Previously, the Court entered Final Judgments against Martin T. Cantu, his father Martin M. Cantu, one of the promoters, Verona Funds LLC, and relief defendant Edward Spahiu. Cantu and Martin M. Cantu were held jointly and severally liable for $632,327 in disgorgement. In addition, they were ordered to pay $260,000 and $130,000 respectively in civil penalties. The Commission’s case against the remaining defendants is pending. The Commission acknowledges the assistance of the Financial Industry Regulatory Authority (FINRA) in this matter.
SEC v. Robert Feinblatt, Jeffrey Yokuty, Trivium Capital Management LLC, Sunil Bhalla, and Shammara Hussain, Civil Action No. 11-CV-0170 (SDNY)SEC Charges New York Hedge Fund Manager, Wall Street Professionals and Corporate Insiders in an Action Related to the Galleon Investigation
On January 10, 2011, the Securities and Exchange Commission filed a civil injunctive action in the United States District Court for the Southern District of New York alleging that Robert Feinblatt — a co-founder and principal of New York-based hedge fund investment adviser Trivium Capital Management LLC — and Trivium analyst Jeffrey Yokuty engaged in insider trading in the securities of Polycom, Hilton, Google and Kronos. The complaint charges Trivium with insider trading as well. The SEC further alleges that Polycom senior executive Sunil Bhalla and Shammara Hussain, an employee at investor relations consulting firm Market Street Partners that did work for Google, tipped the inside information that enabled the insider trading by Feinblatt and Yokuty on behalf of Trivium’s hedge funds for illicit profits of more than $15 million. The complaint filed today relates to pending enforcement actions, SEC v. Galleon Management, LP, et al., 09-CV-8811 (S.D.N.Y.) (JSR) and SEC v. Hardin, 10-CV-8600 (S.D.N.Y.) (JSR).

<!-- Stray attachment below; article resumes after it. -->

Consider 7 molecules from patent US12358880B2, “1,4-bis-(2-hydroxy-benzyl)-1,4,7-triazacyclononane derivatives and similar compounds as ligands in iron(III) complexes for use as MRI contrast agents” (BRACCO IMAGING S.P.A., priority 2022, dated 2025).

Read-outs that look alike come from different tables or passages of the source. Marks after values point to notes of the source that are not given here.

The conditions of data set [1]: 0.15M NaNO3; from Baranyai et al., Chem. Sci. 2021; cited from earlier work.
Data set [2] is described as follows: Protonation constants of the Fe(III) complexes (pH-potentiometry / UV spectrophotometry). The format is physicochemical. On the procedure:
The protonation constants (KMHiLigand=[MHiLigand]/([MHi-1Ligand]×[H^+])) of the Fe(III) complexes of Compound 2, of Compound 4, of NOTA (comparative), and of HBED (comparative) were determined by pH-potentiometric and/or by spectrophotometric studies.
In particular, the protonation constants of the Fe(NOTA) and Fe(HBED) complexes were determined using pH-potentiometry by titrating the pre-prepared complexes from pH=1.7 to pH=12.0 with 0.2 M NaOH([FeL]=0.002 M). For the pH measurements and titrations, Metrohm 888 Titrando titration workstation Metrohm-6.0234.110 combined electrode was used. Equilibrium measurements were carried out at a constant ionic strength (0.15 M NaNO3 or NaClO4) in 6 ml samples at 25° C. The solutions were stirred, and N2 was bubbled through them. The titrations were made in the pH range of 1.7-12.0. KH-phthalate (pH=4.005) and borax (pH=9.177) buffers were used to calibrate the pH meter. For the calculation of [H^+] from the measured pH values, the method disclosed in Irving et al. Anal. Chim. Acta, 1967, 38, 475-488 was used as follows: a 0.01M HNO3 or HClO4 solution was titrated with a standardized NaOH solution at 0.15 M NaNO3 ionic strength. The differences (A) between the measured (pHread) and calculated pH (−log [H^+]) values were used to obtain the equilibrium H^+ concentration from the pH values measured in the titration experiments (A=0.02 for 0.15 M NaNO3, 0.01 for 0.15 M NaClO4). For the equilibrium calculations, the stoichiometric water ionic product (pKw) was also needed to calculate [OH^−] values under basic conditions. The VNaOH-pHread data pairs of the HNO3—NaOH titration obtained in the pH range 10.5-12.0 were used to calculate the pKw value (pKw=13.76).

The SEC has now charged 27 defendants in its Galleon-related enforcement actions that have alleged widespread and repeated insider trading at numerous hedge funds including Galleon – a multi-billion dollar New York hedge fund complex founded and controlled by Raj Rajaratnam — and by other professional traders and corporate insiders in the securities of 14 companies generating illicit profits totaling approximately $69 million.
In the SEC’s complaint filed earlier today in federal court in Manhattan, the SEC alleges that Feinblatt and Yokuty traded on behalf of Trivium in connection with two corporate takeovers and two quarterly earnings announcements based on material nonpublic information that Feinblatt and Yokuty allegedly received from Roomy Khan, an individual investor who had, herself, received such information from various sources.
The SEC’s complaint alleges that Bhalla tipped Khan to inside information about Polycom’s 2005 fourth quarter earnings, and that Khan traded on that information and tipped others. The tippees included Feinblatt and Yokuty, who traded on behalf of Trivium based on the information. Bhalla also tipped Khan with inside information about Polycom’s 2006 first quarter earnings. Khan traded on the information and tipped Rajaratnam, who traded on behalf of Galleon based on the information. The SEC also alleges that Khan traded on and tipped Feinblatt and Yokuty among others with inside information that Khan received from a Moody’s rating agency analyst about an impending takeover of Hilton by The Blackstone Group. Feinblatt and Yokuty then traded on behalf of Trivium based on the information.